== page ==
- Transportation and Revolt: Pigeons, Mules, Canals, and the Vanishing Geographies of Subversive Mobility by Jacob Shell
Che Guevara understood well the importance of subversive modes of mobility for revolution. His 1961 treatise on guerrilla warfare praised the carrier pigeon as a means of confounding communications surveillance, and the mule as a vehicle for powering an alternative economy. In Transportation and Revolt, geographer Jacob Shell shows how subversive movements have used technologies like the mule and the pigeon, and how [End Page 678] authorities suppressed such transport systems, even when they might bring economic benefits for the ruling class.
Shell argues that ruling regimes have starved or abolished the infrastructure for certain modes of transport based on these modes’ association with subversive movements and political “others”—often marginalized laborers and conquered populations. He builds on insights from James Scott’s Seeing Like a State (1998) and Peter Linebaugh and Marcus Rediker’s The Many-Headed Hydra (2000), but focuses on moments when fears about mobility “provoked destructive action from ruling elites” (p. 6).
Each of Shell’s chapters or chapter sections explores the history of a “vanished” mode of mobility, examining its technical, economic, and practical prospects at crucial historical junctures. One might assume that these modes were abandoned for “poor technical performance” (pp. 78–79) compared to newer technologies, but such explanations re-inscribe notions of backwardness on the people who worked with, for example, camels or urban freight. In actuality, modes of transport such as the elephant or the canal often held great potential for extracting profit from difficult terrain. Shell reveals scraps of evidence from scattered sources, including novels and linguistic histories. From these we learn that military, imperial, and capitalist authorities regarded with great suspicion the people who used these modes of transport, from canal families in late-nineteenth-century England to backcountry muleteers in early-twentieth-century Appalachia.
The introduction and first two chapters examine animal-powered mobilities that have declined under duress from ruling powers. Shell shows that each creature possesses special ability to maneuver through difficult environments: pigeons through air, mules over mountains, elephants through mud, camels over sand. One compelling story examines the Chukchi sled dog, a small but powerful husky that proved crucial for indigenous nations of the Kamchatka Peninsula as they resisted Russian conquest in the eighteenth and nineteenth centuries. Later, the Soviets banned the Chukchi from breeding their dogs, which the Soviets viewed as better-suited to subversion than to economic activities approved by the state.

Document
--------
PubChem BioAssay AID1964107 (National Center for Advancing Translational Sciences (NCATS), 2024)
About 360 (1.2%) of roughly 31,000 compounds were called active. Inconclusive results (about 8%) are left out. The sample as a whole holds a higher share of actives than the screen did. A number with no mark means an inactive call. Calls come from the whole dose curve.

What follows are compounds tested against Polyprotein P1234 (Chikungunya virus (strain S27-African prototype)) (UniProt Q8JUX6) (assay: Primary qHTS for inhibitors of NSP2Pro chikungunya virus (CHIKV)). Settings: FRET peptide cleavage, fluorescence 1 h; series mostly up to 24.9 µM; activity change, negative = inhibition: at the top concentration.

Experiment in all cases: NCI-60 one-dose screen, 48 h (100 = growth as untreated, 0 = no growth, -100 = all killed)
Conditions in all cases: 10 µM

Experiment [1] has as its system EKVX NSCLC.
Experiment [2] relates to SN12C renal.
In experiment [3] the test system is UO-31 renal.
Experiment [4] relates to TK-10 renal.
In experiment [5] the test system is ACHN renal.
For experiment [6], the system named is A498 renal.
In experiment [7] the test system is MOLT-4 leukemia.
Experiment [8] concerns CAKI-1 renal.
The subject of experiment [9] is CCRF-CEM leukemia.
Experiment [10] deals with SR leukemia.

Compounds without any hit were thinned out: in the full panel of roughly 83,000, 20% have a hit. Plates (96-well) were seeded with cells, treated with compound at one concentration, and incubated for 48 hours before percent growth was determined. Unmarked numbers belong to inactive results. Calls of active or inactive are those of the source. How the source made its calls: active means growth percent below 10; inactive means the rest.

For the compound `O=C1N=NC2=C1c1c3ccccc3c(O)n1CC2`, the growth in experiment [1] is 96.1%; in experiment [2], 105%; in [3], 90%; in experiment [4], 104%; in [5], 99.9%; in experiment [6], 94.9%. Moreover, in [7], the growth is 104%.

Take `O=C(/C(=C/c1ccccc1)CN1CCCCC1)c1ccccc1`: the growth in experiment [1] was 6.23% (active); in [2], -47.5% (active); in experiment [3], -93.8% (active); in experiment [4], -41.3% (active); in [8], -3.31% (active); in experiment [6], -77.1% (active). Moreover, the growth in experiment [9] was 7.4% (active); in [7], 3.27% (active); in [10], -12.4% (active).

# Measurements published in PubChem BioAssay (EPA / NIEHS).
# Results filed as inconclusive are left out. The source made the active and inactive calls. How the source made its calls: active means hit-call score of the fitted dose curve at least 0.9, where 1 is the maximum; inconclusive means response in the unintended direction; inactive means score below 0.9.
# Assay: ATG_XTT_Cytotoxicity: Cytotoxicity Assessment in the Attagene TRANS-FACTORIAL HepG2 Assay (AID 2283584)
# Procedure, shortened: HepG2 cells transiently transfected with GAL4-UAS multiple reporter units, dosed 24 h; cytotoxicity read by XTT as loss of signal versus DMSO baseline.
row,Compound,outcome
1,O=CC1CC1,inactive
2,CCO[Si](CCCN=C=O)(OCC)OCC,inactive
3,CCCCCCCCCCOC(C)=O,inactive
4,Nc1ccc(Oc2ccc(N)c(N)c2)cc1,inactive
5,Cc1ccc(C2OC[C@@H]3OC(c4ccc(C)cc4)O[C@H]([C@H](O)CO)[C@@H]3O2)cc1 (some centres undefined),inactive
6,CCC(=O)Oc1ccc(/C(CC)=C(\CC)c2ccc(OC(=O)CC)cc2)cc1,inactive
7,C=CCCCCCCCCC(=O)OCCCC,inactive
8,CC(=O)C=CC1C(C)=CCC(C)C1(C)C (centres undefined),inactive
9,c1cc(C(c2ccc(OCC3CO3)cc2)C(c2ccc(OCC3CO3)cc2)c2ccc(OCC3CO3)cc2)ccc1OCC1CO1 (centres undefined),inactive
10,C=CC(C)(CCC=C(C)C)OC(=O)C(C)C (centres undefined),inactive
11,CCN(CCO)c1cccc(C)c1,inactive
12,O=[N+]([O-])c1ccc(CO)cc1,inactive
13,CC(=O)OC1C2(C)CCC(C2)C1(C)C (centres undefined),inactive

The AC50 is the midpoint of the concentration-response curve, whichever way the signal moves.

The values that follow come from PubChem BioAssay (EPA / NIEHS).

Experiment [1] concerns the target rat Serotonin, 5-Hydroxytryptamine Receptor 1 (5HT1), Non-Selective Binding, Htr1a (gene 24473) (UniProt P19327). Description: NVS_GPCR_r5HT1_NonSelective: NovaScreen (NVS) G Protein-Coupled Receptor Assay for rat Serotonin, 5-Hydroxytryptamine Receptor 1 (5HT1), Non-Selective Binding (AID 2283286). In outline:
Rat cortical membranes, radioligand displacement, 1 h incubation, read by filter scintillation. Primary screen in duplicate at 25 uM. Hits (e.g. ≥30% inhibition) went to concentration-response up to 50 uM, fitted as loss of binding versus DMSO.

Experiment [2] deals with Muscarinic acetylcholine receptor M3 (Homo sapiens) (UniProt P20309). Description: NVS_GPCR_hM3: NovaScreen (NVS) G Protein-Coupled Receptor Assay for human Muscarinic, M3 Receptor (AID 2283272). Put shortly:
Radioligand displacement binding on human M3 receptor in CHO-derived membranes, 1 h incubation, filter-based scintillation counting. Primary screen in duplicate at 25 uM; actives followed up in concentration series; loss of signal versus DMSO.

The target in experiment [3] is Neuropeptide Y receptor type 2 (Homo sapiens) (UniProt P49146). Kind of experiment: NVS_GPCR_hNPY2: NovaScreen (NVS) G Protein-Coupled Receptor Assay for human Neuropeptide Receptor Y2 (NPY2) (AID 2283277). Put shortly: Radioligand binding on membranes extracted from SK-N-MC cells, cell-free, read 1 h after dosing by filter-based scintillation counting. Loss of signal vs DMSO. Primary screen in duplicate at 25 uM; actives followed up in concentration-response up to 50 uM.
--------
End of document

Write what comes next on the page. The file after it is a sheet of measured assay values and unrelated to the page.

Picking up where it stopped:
Animal studies scholars may find Shell’s discussion of the creatures that supported anti-imperial and anti-capitalist movements too brief. The agency of these animals is not Shell’s primary concern, but he does offer limited descriptions of the biological and perceptual capacities that made each vital to the struggles of the people who worked with them. Furthermore, Shell situates these animals and their expert handlers in the physical geography of particular spaces; the reader feels, for instance, the sticky mud and rushing river currents through which elephants carried mutineers to their refuges during India’s Great Rebellion of the 1850s.
Chapters 3 and 4 develop lengthier investigations of canals in Britain and its empire in the nineteenth century, and New York City’s proposed freight subway in the early twentieth century. With each, investors and [End Page 679] lawmakers abandoned transport proposals after serious planning and debate. Readers may feel strung along as Shell examines and discards alternate explanations for these disinvestment decisions. But in both chapters the ultimate reward is satisfying and persuasive. For example, it takes some careful reasoning to downplay the theory that canals would not have allowed for the same national-scale economic unification that freight trains eventually did. Then, Shell introduces evidence from British law—the 1870s’ Canal Boats Acts—and popular fiction to show how greatly Victorian authorities feared the mobile culture of canal communities. Meanwhile, imperial authorities halted canal proposals for inland Canada to contain Irish American protest movements. The threat of canals and the people...